A decorative belt buckle dating from the 7th Century, unearthed by a late metal detectorist a decade ago, is to be offered for sale at London’s Chiswick Auctions next month.
The Anglo Saxon buckle was unearthed by metal detectorist, William Welsh Robson (1944-2012), in London in 2006 and was immediately authenticated by the Museum of London. The copper alloy buckle is particularly rare, as it is only the second one of its kind to have ever been found in England.
The buckle is in the Byzantine style, which overtook the traditional Visigothic forms of costumes and jewellery from the late 6th Century onwards. Another unusual thing about the piece, is that it would typically have only been found in southern Spain or Portugal, which implies that the original owner could have been a foreign visitor or migrant to England.
The buckle itself would have been attached to a tongue and loop strap with an iron pin, which was a belt-fitting that held up continental garments until the Islamic period. The highly detailed decoration on it, which would have been further enhanced by gilding, possibly in gold, suggests that the wearer may have been a tribal leader, or someone of great importance.
While the buckle went on display at the Museum of London soon after its discovery, it has never been offered for sale, until now, when it is to be featured as a highlight of Chiswick Auctions’ Antiquities and Tribal Art sale on 14th September.
The buckle is part of an array of more than 100 other significant finds by Robson to be offered at auction, which carry a total estimate of £1,000-£1,500.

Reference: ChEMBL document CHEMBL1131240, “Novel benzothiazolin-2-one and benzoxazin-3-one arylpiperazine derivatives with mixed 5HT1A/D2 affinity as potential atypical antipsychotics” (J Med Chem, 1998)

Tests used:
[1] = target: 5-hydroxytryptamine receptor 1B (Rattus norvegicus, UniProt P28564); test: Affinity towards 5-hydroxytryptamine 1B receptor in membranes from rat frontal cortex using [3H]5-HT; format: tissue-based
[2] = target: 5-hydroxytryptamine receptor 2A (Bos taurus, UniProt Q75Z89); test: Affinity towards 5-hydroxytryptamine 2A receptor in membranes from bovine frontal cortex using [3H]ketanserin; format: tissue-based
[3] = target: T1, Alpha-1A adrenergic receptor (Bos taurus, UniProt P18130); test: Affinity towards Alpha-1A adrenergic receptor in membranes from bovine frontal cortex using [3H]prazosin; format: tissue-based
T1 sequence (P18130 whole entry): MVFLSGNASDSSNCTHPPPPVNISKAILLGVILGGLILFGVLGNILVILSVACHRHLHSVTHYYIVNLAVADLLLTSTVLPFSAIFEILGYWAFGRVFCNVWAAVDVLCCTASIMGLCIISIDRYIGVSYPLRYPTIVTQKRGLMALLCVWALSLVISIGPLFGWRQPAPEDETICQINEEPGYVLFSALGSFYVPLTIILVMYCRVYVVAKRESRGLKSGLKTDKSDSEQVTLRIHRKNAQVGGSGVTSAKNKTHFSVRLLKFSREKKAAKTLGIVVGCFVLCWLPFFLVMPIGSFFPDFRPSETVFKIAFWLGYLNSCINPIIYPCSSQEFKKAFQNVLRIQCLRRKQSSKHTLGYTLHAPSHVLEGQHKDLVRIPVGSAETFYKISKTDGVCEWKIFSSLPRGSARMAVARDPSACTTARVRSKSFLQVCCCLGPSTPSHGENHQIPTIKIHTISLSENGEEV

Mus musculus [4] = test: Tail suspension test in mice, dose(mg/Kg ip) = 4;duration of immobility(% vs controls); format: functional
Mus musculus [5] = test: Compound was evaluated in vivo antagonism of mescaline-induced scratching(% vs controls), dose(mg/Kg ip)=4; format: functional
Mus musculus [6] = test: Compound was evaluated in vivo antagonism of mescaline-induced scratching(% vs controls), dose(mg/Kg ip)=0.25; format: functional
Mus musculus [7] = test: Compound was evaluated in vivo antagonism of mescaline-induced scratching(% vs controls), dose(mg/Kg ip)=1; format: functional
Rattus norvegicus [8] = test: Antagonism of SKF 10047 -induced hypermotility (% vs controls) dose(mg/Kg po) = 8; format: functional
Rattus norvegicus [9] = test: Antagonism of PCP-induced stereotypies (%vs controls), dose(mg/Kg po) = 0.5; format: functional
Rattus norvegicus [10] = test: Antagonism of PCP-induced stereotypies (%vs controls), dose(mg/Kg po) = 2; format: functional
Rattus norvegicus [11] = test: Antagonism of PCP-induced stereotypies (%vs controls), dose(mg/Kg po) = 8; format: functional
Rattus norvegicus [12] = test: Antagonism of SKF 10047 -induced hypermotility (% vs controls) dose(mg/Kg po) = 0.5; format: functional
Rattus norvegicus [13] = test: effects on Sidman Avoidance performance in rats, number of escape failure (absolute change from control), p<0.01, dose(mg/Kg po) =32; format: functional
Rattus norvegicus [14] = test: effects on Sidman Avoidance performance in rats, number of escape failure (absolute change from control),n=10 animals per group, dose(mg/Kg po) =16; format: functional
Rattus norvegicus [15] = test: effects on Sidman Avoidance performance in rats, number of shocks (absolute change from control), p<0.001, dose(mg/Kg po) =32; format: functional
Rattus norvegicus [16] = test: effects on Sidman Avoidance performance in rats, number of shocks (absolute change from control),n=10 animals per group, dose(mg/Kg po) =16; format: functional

Claudio Corsi, Chiswick Auctions Antiquities & Tribal Art specialist, said: “This very special selection of items offers a cross section and fascinating insight into London and its surroundings, from the Bronze Age, through to the Medieval period.
William Welsh Robson was the epitome of a respectful metal detectorist. In valuing and operating within the code of practice of the DCMS-funded Portable Antiquities Scheme, (officially initiated in 1999) and by referring all finds to the Museum of London, he has directly contributed to the retention of archaeological archives and records of historical pieces for current and future generations.
The buckle in particular is an extraordinary find. To discover one of only two pieces of its kind ever found in England is awe-inspiring.”
Other pieces include a Roman copper alloy handle decorated with a figurine of a dog, believed to be a wax spatula, which dates from 100-250 AD.
The three dimensional seated dog rests his feet on the tip of the handle and his short tail extends up to the handle. His fur is represented by grooves radiating from the head, down the spine. It is believed that when the blade broke on spatulas, handles such as this, were kept as amulets or votive offerings.
A striking late Bronze Age copper alloy pin dating from circa 1000-800 BC is adorned with striking engraved patterns. Diagonal lines extend along the length of it, with a section of four repeating patterns of herringbone motifs and a linear border. Pins were used for decoration and adornment, but the perforated section in the middle of this pin, suggests it might have been used for sewing.
Among other pieces is a charming copper alloy figure of a reclining Mercury, dating from AD 43-410. The fine detailing is still intact, with clever engraving of the figure’s winged traveller’s hat and staff. He also has some draped cloth over his shoulder and down his left side on the reverse. Its’ metal base is slightly toughened compared to the rest of the figure, which indicates that it was originally attached or mounted on something.